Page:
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Suppose a representative consumer has the following quasilinear utility function: U_i(x_1,x_2)=ax_1+ax_2-(1/2)*[(x_1)^2+(x_2)^2] + k

where a>0 is a utility parameter, x_1 and x_2 are the goods, and k is "all other goods."

Maximizing U_i s.t. I=p_1x_1+p_2x_2+k yields the inverse demand functions p_1=a-x_1, p_2=a-x_2.

My question is, how could it be that you have a representative consumer with a budget, and yet he need not give up one of the goods when he buys more of the other one. That is, according to the demand functions, x_1 and x_2 are independent. But how is that possible when the consumer spends his entire budget? You would think that buying more of one good would necessitate giving up the other.

Now, I understand that this has something to do with the quasi-linearity of the utility function, but it is unclear to me what exactly. I would be grateful any helpful comments.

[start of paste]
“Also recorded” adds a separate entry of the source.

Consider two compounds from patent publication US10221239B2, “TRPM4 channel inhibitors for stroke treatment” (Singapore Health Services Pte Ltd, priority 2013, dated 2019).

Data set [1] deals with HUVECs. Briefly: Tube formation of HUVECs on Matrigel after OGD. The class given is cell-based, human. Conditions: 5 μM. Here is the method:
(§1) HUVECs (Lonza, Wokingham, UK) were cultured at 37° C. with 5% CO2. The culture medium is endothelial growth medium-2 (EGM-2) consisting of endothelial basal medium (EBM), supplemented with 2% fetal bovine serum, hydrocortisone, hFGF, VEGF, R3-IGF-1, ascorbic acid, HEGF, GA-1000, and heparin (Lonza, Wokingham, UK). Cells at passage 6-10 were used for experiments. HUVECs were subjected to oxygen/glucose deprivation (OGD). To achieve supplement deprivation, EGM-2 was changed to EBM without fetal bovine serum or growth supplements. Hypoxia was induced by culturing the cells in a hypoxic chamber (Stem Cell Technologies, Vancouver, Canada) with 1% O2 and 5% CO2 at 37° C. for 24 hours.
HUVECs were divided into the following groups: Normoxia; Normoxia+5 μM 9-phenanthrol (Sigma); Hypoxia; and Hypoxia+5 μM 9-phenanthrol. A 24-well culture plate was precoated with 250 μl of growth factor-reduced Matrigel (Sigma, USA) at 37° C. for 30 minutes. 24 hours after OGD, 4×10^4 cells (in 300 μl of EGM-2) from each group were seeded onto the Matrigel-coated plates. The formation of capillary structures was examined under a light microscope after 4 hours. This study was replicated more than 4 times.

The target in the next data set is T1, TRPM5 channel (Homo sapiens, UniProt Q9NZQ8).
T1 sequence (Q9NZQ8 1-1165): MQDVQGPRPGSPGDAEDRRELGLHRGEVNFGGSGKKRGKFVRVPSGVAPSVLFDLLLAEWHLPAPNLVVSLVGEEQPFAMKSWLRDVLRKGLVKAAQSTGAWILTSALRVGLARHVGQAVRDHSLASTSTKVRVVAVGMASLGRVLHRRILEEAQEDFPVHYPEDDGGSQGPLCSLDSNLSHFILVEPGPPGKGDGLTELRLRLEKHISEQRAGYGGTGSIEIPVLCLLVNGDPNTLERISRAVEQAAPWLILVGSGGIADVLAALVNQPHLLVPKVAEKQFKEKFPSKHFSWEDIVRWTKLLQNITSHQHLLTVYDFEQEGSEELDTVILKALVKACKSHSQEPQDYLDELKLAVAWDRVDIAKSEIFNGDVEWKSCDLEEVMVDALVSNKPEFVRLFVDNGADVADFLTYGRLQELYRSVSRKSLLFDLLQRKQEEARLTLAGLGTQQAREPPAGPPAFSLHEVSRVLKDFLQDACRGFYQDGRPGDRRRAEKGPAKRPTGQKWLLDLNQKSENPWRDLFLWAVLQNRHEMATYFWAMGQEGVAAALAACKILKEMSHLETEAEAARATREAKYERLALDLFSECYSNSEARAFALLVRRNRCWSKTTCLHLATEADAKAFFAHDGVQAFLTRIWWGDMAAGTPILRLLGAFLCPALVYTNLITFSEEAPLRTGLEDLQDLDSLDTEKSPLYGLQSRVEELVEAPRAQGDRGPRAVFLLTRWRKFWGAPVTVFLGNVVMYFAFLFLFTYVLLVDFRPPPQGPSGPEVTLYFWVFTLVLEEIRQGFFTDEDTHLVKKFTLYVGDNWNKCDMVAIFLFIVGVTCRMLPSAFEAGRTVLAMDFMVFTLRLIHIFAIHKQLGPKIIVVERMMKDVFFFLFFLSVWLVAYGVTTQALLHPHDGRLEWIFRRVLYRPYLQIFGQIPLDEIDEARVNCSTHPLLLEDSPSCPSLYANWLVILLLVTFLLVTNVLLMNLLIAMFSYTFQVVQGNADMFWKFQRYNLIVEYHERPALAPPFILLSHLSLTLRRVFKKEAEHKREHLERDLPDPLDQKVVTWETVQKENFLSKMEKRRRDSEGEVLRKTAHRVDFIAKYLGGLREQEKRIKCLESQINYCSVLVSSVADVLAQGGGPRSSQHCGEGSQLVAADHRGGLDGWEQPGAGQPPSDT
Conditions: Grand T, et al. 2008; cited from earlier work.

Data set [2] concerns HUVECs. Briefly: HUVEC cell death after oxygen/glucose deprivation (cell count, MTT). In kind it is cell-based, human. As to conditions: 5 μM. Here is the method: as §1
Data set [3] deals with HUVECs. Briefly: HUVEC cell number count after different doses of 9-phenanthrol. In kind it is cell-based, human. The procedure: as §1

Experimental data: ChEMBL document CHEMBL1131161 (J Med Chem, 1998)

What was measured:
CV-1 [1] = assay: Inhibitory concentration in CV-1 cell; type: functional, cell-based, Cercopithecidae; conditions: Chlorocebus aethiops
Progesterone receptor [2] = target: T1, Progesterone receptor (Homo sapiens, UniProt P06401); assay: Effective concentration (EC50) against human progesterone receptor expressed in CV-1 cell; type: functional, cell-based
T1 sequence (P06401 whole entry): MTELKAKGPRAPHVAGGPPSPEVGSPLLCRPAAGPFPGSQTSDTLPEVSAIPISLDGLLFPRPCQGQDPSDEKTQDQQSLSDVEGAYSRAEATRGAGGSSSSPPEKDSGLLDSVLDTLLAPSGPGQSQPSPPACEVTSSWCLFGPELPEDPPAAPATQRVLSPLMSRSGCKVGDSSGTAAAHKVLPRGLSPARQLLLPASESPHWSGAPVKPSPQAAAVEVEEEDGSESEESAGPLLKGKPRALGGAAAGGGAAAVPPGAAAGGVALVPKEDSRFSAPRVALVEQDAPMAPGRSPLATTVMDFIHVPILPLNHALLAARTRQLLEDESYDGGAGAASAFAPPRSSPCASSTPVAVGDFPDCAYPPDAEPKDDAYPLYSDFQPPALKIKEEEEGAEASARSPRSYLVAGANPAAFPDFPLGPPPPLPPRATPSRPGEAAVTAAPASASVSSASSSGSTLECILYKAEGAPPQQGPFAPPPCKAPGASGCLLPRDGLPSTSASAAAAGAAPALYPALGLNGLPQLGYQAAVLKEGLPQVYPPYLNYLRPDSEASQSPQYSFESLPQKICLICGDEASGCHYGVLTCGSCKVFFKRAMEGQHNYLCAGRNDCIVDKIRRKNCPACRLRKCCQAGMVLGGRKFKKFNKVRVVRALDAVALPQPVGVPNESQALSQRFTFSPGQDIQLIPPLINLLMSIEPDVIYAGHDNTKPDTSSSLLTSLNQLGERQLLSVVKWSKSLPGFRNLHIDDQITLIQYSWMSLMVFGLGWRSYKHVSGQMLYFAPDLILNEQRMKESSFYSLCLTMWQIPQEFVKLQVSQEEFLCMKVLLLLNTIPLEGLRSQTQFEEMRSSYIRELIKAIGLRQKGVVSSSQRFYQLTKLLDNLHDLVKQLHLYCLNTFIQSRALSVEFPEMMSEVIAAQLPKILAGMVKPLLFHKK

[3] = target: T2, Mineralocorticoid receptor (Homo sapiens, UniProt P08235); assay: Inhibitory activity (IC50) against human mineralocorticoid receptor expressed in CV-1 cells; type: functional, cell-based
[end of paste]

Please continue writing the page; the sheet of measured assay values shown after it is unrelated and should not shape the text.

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  • $\begingroup$ Unless there is a typo, this utility function is convex and the maximization problem does not yield interior solutions. $\endgroup$
    – Giskard
    Jun 15 at 18:28
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    $\begingroup$ Fixed it, thanks. $\endgroup$ Jun 15 at 22:23
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there are 3 goods. If she buys more of $x_1$, she will buy less of the composite good $k$.

Notice that as $x_1 = a-p_1$ and $x_2 = a - p_2$, you have that: $$ \begin{align*} k &= I - p_1 x_1 - p_2 x_2,\\ &= I - p_1 a + (p_1)^2 - p_2 a + (p_2)^2, \end{align*} $$ So, for example, an increase in $x_1$ due to a price decrease of $p_1$ will cause a decrease in the amount $k$.

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  • $\begingroup$ Perfect, thank you! $\endgroup$ Jun 15 at 18:51

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